Trigger points: how to treat them?
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Ouch, a knot! Everyone has probably had it happen at some point, whether you play sports or not: A painful spot where the muscles cramp up. Sometimes with a clearly identifiable cause, sometimes spontaneously. These are "trigger points", also called "muscle knots": a painful hardening in muscles that no longer can relax. This can cause pain, as well as a feeling of stiffness or restricted movement.
Fortunately, a trigger point can often be treated at home by massaging it. There are various tools for this. But let's start at the beginning: what is a trigger point and how does it arise?
What are trigger points?A "knot" is caused by muscle fibres at certain points being more contracted when in rest mode than the surrounding muscles. Normally, muscles are neither stretched nor contracted while in rest mode, but in the case of a trigger point, some of the fibres are 'stuck' in a contracted state. Because the muscle tension there is higher than in the surrounding area, the muscle cannot return to its resting state. A local thickening occurs where blood flow is reduced and waste products accumulate.
How do trigger points develop?Trigger points can occur in different ways and in different parts of the body. Usually a trigger point arises from chronic overburdening of a body part or a certain muscle. For example, because you are always working at your desk in the wrong position, or because you run every day in shoes that don't fit properly. Trigger points can also be caused by too much or the wrong kind of training or by a prolonged shortage of vitamins and minerals in your diet. Hormones can also play a role in the development of trigger points, such as during pregnancy or the menopause. A trigger point can also occur suddenly, for example due to a wrong movement or a fall. This gives your muscles such a 'blow' that they go from one moment to the next into a state of overload.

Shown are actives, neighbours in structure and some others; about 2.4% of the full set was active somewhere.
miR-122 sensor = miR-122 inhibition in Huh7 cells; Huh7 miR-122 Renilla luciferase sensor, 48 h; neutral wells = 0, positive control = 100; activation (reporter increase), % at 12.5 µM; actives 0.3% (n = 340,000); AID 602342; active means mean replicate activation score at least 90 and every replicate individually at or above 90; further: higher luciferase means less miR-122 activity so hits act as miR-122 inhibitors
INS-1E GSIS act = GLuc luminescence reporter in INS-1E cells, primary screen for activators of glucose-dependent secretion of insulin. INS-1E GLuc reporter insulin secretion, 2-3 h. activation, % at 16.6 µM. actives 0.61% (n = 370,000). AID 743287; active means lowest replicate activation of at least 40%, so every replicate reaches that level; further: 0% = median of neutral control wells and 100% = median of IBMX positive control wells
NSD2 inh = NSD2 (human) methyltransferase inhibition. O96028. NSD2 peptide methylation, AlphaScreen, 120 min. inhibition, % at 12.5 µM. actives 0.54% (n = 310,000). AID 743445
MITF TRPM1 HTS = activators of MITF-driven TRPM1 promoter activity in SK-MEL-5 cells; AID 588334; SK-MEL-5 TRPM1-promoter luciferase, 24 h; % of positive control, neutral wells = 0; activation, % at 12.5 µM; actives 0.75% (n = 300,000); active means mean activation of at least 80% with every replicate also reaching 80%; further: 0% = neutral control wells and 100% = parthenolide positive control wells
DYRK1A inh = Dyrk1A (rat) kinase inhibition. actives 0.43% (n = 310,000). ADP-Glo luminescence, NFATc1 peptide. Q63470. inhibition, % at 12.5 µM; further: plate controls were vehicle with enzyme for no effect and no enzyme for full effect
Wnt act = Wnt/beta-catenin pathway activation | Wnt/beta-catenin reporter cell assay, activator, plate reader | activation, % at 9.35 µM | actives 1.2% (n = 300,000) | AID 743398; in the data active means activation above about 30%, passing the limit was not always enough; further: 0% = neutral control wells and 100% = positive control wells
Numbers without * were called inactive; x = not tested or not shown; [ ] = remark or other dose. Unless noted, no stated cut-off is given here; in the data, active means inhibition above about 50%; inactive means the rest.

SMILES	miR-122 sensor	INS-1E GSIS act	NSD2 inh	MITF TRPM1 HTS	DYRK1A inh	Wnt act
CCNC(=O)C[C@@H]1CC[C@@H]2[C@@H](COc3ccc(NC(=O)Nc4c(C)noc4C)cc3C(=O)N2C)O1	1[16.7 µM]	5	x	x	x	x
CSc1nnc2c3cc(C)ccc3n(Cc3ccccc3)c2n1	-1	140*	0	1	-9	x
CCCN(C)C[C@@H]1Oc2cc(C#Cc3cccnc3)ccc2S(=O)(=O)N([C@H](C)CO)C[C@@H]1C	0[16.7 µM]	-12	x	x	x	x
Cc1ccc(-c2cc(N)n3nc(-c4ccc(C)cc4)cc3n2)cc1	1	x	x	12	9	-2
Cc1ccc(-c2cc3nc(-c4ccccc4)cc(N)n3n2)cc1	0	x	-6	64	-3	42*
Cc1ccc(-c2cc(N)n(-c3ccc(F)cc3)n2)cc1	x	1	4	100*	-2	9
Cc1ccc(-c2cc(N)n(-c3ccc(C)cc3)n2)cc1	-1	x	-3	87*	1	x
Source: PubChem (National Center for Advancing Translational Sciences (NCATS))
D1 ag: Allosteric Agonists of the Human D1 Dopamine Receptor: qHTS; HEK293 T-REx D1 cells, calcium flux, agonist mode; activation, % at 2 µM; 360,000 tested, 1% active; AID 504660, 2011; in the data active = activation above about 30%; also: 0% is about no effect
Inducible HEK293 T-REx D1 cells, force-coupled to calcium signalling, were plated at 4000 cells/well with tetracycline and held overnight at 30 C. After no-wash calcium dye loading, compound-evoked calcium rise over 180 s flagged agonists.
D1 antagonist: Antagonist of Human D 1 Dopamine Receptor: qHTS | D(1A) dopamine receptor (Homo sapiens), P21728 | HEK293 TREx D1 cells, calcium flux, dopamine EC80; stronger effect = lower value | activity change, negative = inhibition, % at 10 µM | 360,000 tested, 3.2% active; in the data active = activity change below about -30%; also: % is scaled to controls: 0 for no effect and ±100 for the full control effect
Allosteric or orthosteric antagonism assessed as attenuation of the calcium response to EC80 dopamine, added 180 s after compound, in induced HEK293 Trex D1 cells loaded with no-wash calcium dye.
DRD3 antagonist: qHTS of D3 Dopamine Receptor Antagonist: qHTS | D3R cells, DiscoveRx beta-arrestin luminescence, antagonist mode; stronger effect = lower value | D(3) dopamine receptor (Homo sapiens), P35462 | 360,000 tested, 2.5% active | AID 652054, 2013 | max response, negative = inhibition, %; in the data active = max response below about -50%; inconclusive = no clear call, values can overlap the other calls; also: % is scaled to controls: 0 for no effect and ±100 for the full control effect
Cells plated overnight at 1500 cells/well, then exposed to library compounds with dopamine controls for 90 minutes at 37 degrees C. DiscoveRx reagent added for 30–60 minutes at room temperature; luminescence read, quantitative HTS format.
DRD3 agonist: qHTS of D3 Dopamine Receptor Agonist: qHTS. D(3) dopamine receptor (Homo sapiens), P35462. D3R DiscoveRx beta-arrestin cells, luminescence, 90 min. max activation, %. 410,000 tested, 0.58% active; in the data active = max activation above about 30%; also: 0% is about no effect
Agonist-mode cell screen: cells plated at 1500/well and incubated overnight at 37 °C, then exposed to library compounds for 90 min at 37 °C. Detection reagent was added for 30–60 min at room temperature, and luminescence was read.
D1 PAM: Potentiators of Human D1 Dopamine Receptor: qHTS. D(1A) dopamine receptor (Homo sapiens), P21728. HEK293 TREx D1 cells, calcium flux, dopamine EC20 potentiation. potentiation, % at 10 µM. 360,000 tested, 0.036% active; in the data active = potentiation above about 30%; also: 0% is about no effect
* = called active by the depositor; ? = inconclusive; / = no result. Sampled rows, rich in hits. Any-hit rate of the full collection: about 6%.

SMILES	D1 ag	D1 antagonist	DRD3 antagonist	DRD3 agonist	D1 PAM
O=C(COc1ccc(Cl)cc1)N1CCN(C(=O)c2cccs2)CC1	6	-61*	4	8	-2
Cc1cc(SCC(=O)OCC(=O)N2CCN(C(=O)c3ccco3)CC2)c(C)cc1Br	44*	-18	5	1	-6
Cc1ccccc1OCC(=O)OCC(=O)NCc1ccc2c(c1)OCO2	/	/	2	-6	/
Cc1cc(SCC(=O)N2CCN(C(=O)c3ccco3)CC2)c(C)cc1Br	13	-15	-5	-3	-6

How to treat trigger points?HDo you suffer from a trigger point? There is no need to run straight to the physiotherapist. A trigger point can often also be treated at home through massaging. Massaging is often recommended instead of stretching. A trigger point is like a knot in a shoelace. If you start pulling on it (stretching), you either loosen it or tighten it...
Of course, you have to ask yourself what causes a trigger point. Is there a clearly identifiable cause, such as a fall? Or is it due to overloading or prolonged incorrect movement? If you don't tackle the chronic cause, you can massage all you want, but in the long or short term that knot in your muscles will simply return.
Massage gunTrigger points can be deep in your muscles, too deep for massaging fingers to reach. Then a massage gun gun is the ideal solution. Thanks to the vibrations, you massage deep into your muscles, which relieves the tension so that the knot is 'loosened'. In addition, a massage gun improves circulation in the area around the trigger point, which helps to get rid of accumulated waste.
For home or professional use, the Massage Gun is an excellent choice. If you are travelling, choose the travel-friendly Massage Gun Mini.
Massage ballsThe rolling movement of a massage ball also improves the circulation, so that accumulated waste can be discharged more easily. Depending on how deep the pain is, roll the massage ball firmly over the painful spot. This can be a hand movement, but also by 'wedging' the ball between, for example, the wall or the floor and your back, and making rotating movements for places that are difficult for you to reach. It is also wonderfully relaxing after an intensive workout or a long day at the office!
Foam roller and massage rollerMassage rollers and foam rollers like the Yoga Grid Foam roller and Yoga massage roller are excellent to carry along in a gym bag, or in a suitcase if you go on holidays, or in the car dashboard for a long journey in the car. With a foam roller you massage superficially or deeper to warm up the muscles, stimulate the circulation and loosen stubborn muscle knots.
The massage rollers have a smart handle and, unlike a massage ball, you only use the roller with your hands.
Are you unable to massage away a trigger point yourself or does it keep coming back? Then it is a good idea to visit the physiotherapist. He or she can 'loosen' the knot again and, moreover, look together with you at what causes a trigger point and how you can prevent it from arising in the future.